No surprise that the Datastore with a 4KB Block Size and Maximum Compression was the slowest to restore the 60GB – taking 14mins and 26 seconds. Notice though that “Standard Compression” was 4 minutes quicker to restore.
Again, no real surprise that the 64K Block Size datastores where the quickest to restore. However, it was strange to see that the very fastest restore speed was 64KB Block Size combined with Maximum Compression!
I was so surprised by this fact that I repeated both restores – with similar results!
Datastore “e” with Standard Compression restored the 60GB in 7mins 26 seconds, but Datastore “j” with Maximum Compression restored it in just 6mins 36seconds.
Another curious discovery was that 16KB and 32KB datastore restore times were almost identical when standard Compression was used. However, Maximum Compression resulted in slightly slower restore time for 16KB and slightly faster restore time for 32KB block sizes.
The 16KB Default.
When you create a new Datastore in UDP, you will notice that the default block size is 16KB. This is a happy medium between Deduplication performance and Restore (& Tape Backup) speed. Block Size can only be set when a datastore is created – so choose wisely.
When creating a datastore, you are given a graphical indication about how the datastore performance is balanced.
Is your priority to maximise your available storage to give you the longest on disk retention, plus you have plenty of CPU/RAM/SSD? Then 4KB or 8KB might be the right choice.
Or is Restore Speed or Backup to Tape a priority? Do you have plenty of available disk space or is your RPS Server a bit lightweight or a VM? Then perhaps 64KB or 32KB Block Size would be the right choice.
If like the majority of installs that I am involved in, you want to strike a balance between Deduplication and Restore performance, then 16KB is always an acceptable choice.
When would you want to use a 4KB Block Size?
There is only one circumstance when I would recommend a 4KB Block size. Only when using an Arcserve branded Appliance, such as the 9240DR that I used in my testing. Why? I hear you virtually asking? Value for Money! When you invest in an Arcserve 9000 Series Appliance, you are not only getting top-quality hardware and software, but you are also purchasing an “unlimited” capacity license for Arcserve UDP. “Unlimited” in quotes because you are in fact limited to what you can fit onto the Appliance and yes, you can squeeze more on it when you use a 4KB Block Size. You are basically getting an extra 20% of the value out of the Appliance.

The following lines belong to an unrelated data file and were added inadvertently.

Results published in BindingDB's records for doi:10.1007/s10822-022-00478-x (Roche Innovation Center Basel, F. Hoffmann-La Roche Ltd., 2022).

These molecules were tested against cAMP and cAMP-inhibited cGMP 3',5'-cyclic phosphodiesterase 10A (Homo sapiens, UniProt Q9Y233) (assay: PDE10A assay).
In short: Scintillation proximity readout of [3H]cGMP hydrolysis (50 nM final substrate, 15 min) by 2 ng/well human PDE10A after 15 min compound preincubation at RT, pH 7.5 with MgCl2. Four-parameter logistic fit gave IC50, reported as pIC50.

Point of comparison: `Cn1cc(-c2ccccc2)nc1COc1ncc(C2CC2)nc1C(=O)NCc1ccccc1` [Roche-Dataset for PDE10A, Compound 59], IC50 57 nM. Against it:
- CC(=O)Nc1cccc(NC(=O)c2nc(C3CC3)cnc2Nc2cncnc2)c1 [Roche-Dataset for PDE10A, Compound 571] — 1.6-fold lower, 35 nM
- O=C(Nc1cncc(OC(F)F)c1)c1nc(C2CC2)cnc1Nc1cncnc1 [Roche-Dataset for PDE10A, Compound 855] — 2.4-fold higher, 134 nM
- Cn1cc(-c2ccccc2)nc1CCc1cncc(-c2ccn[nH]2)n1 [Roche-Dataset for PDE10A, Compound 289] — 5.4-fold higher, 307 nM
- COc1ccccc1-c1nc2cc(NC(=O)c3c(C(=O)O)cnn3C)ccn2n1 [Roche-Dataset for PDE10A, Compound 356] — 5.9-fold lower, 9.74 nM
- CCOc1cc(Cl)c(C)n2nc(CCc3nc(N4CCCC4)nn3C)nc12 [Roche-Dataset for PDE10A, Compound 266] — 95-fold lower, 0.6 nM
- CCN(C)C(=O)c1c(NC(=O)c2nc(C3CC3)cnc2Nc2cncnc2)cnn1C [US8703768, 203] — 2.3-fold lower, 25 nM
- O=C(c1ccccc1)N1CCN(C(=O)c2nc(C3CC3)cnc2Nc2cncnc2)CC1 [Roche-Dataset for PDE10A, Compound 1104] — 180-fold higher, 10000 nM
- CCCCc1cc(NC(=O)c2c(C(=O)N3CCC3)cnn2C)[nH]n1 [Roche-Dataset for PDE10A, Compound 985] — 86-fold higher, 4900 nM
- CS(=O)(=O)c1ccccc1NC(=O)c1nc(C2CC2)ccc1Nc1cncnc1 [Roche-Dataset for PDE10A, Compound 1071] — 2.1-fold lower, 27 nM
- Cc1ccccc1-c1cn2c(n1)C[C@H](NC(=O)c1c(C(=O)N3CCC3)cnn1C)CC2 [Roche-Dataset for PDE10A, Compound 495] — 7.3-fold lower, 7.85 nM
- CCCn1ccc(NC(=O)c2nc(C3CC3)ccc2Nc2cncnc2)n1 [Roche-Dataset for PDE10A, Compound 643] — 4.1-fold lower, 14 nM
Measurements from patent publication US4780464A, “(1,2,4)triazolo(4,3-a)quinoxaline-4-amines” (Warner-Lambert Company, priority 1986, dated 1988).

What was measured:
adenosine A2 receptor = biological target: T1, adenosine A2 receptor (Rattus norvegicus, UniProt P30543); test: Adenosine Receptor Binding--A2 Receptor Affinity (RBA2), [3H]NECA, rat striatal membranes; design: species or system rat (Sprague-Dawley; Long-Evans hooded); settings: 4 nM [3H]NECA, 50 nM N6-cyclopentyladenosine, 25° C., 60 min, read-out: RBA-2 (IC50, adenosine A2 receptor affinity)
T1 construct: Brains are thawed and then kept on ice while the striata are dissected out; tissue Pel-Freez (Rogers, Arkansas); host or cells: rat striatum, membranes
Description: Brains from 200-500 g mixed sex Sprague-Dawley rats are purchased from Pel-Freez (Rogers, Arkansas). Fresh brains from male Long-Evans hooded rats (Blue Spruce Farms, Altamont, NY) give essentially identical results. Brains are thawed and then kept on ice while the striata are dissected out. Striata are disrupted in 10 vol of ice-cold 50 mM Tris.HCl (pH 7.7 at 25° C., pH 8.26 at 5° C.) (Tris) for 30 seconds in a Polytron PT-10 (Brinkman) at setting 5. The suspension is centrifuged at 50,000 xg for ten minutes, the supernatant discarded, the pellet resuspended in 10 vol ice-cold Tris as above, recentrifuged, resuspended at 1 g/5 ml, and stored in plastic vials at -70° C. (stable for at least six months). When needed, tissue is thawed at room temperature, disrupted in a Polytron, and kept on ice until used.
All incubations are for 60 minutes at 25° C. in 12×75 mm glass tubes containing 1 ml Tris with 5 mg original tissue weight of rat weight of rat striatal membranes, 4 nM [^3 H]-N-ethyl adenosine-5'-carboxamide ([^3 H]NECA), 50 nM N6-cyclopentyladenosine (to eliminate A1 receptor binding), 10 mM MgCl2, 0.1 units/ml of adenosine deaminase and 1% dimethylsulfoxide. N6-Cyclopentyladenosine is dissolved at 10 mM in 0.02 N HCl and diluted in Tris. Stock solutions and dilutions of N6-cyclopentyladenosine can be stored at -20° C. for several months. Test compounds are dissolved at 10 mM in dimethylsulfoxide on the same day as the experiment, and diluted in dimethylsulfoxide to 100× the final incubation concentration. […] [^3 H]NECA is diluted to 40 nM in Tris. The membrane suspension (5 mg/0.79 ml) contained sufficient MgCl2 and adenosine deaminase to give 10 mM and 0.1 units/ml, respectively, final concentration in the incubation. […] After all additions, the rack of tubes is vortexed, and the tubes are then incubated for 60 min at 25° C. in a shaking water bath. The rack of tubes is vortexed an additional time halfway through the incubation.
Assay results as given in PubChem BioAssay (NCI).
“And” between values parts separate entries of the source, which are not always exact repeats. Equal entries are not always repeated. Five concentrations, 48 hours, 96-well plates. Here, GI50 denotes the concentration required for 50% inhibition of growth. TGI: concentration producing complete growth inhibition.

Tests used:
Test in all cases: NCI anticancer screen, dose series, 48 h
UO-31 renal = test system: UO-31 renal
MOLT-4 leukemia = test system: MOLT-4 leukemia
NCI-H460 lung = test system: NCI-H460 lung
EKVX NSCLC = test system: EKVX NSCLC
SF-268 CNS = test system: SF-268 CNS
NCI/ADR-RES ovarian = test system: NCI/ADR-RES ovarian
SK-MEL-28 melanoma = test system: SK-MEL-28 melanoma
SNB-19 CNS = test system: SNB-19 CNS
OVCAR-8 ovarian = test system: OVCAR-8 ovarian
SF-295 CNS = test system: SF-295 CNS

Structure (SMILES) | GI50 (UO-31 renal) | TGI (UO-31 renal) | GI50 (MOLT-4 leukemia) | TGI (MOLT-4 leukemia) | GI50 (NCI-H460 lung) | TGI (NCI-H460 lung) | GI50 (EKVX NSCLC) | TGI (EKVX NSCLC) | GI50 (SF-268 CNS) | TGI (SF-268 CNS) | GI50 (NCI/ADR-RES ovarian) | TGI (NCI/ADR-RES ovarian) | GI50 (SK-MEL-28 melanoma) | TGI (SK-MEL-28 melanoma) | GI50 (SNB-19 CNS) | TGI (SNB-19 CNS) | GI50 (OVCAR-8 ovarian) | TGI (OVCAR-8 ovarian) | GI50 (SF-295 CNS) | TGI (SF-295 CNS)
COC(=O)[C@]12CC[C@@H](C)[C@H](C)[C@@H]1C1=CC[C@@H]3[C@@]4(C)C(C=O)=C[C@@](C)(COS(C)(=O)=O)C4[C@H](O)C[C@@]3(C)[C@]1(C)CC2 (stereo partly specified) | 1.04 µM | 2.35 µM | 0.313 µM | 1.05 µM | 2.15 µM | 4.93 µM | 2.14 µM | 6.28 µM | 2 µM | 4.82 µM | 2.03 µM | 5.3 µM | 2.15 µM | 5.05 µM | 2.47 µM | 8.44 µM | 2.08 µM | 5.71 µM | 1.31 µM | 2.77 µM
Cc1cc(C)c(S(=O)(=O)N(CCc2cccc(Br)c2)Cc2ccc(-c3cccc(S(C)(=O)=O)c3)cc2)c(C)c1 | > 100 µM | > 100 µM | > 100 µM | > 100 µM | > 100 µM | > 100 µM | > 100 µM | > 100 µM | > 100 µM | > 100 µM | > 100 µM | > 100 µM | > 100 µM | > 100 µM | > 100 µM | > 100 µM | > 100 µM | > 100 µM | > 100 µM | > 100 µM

If it were my money, I would prefer to squeeze out that extra 20% than have to invest in a 2nd Appliance or buy expansion units.
I’ve already deployed a 4KB Block Size, and my backup to Tape is Too Slow!
I’m very sorry that you didn’t get a chance to read this blog before you deployed your datastore! However, there are workarounds for your issue.
You can, of course, migrate your datastore using Replication or Jumpstart process. However, if your priority is to backup the latest recovery points to tape, then you could deploy a 2nd Datastore using 64KB Block Size and set retention to a minimum. Configure replication between the two datastores, then use the 2nd datastore for tape backup.
Conclusion & Summary
When I decided to put this blog together, I was not certain what the outcome would be. However, I did want to produce some evidence to back up my frequent instruction to clients to standardise on 16KB Block Sizes or larger. Frequently I have encountered end user issues that are caused entirely because their RPS server simply can not cope with the demands required of a 4KB datastore.
So in summary, I would suggest that 16KB be the SMALLEST block size for your RPS Datastores, even if you have a “high spec” server. If disk space is not your main concern, or if your RPS is a Virtual Machine – then use 64KB. You won’t reget it.
If on the other hand, you do have an Arcserve 9000 Series Appliance – then using a 4KB datastore is a perfectly acceptable way to maximise your investment. If backup to Tape or long term retention, I would suggest adding an external storage array to host a replica datastore (yes you can have a secondary datastore for replication purposes). Use a larger block size for the external storage.